THE ROOM: My spacious one-bedroom apartment with floor-to-ceiling windows had fantastic views. The apartment was modern and minimalist in style with an open living room (with huge TV). The kitchenette was well-equipped and the bedroom and en suite were both large. All rooms had air-conditioning.

KEY FACILITIES: The reception area doubles as the social hub of the property, complete with contemporary furnishings and with an informal restaurant alongside. There was a small but well set up gym and lovely pool and sauna. 30 minutes’ free wifi a day is included.

RESTAURANTS/BARS: The Oak & Vine restaurant within the central hub offered a wide selection of fresh seasonal dining options plus a good bar portfolio and daily happy hour. Room service was available. An ‘opt to go green’ no cleaning option earnt me a AUS$5 a day credit here.

RATES: Prices start from around £100 a night.

THE DETAILS: A: 60 Market Street, Melbourne. W:

Staycity Aparthotels, Birmingham, UK

by Jessica Pook | January 2019

Perfect for a short stay in Birmingham for those who want to be self-sufficient. Staff were friendly and helpful and made me feel very welcome upon arrival. The location is within easy access of some of Birmingham’s main attractions and the room is both comfortable and stylish.

THE BACKGROUND: Staycity has over 3,000 apartments across ten different cities in the UK, Ireland and France. Staycity Aparthotels in Birmingham’s Newhall Square has 142 one-bedroom and 24 two-bedroom apartments that can accommodate up to six people. The brand has recently launched a sub-brand, Wilde Aparthotels by Staycity, which I’m keen to try after my experience.

THE LOCATION: Situated in the city’s historical Jewellery Quarter, the property is less than a 10-minute walk from Birmingham city centre and New Street Train Station. As the hotel is in a busy area, street parking is not an option. There is limited space available in the on-site car park or, alternatively, a 24-hour NCP car park is just next door. Both options cost £12 per night.

THE ROOM: My compact and modern one-bedroom apartment consisted of a living area with flat screen TV, a fully-equipped kitchen with hob, microwave, cooking utensils and dishwasher, plus a dining area, bedroom with king-size bed and bathroom. I was particularly impressed with the powerful and roomy shower.

KEY FACILITIES: There is a fitness centre on-site along with a café – breakfast is available at an additional cost. There is free wifi access throughout the property.

RESTAURANTS/BARS: There’s no restaurant on-site but Staycity Aparthotels is just a five-minute walk from the bars and restaurants of bustling Broad Street.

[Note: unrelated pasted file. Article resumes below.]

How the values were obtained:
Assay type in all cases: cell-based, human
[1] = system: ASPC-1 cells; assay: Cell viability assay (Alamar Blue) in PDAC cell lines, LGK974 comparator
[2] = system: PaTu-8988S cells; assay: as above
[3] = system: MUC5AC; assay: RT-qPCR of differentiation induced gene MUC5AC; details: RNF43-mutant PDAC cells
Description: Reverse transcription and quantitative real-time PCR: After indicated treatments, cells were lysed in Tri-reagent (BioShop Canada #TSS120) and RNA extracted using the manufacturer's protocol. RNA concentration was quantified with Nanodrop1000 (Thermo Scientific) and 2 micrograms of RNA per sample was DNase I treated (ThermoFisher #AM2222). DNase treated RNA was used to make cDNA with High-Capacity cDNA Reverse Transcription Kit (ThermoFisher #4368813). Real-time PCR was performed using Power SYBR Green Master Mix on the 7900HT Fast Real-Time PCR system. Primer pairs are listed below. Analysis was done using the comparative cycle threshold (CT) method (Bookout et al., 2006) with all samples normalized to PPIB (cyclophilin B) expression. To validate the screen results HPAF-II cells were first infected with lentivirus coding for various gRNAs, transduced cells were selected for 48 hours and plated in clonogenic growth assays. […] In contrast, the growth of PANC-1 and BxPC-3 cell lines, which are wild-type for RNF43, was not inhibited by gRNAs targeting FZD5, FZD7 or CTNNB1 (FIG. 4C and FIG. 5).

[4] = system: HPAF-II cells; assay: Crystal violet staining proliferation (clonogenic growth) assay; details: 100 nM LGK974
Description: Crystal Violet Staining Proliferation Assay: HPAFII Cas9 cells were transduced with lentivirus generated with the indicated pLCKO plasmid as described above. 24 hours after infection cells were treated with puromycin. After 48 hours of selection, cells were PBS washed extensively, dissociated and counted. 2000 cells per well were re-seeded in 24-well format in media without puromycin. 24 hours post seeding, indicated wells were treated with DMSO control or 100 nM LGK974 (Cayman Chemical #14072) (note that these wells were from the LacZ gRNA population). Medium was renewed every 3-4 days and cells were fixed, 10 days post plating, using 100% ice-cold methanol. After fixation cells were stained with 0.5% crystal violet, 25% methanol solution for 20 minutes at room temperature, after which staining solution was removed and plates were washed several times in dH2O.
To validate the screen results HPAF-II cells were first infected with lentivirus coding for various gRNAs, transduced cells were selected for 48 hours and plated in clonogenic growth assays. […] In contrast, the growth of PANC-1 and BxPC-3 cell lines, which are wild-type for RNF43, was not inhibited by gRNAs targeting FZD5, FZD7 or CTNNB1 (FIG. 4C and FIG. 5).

THE DETAILS: A: 88 Charlotte Street, Birmingham, B3 1PW. W: T: 0121 237 5600

Wow Air

by Richard Williams | December 2018

A good experience, with friendly and attentive cabin crew. The seat was comfortable with sufficient legroom for tall passengers. The lack of entertainment onboard was a surprise, and the only major drawback to this admittedly budget flight.

THE FLIGHT: Our Wow Air flight to Boston Logan, with a two-hour stopover in Keflavik, Iceland, was scheduled to leave from Gatwick South on Sunday 23 September at 11.40am. The first leg took three hours 15 minutes, and the second leg approximately six hours, landing on time.

THE CHECK-IN: We left from Gatwick Airport South Terminal on a new A321, smart in Wow’s mauve/purple livery. The ground staff were very friendly and helpful, giving good advice on a last-minute visa problem and remaining calm throughout. We left from an easy-to-access gate, no 1, and after a short wait on the tarmac, we set off about 20 minutes after our allotted takeoff time.

THE SEAT: The seats were three across on each side, with good elbow and legroom. We had booked Wow Plus, and were in 5A and 5B. Upfront there were two rows of two seats each side, in a Big Seat section that was not divided from the rest of the cabin. The ‘Wow me up’ service allows passengers to bid pre-flight for these seats and the extra legroom seats around the exits.

THE SERVICE: The cabin crew were very smart in their mauve uniforms, which matched (almost) the purple and dark brown leather seats and discreetly patterned carpet in the cabin. After about half an hour, the drinks service trolley came around. We ordered two beers and two bottles of water, which came to an eye-watering US$18.57 - a timely warning of alcohol prices in Iceland itself. We had not pre-ordered food, but my neighbour had what looked like a well-cooked and presented scrambled egg with fresh tomato. A small selection of sandwiches, baguettes, pizza and Greek salad was available from the onboard menu, all at around US$10, plus soups, noodles, yogurt, porridge and snacks.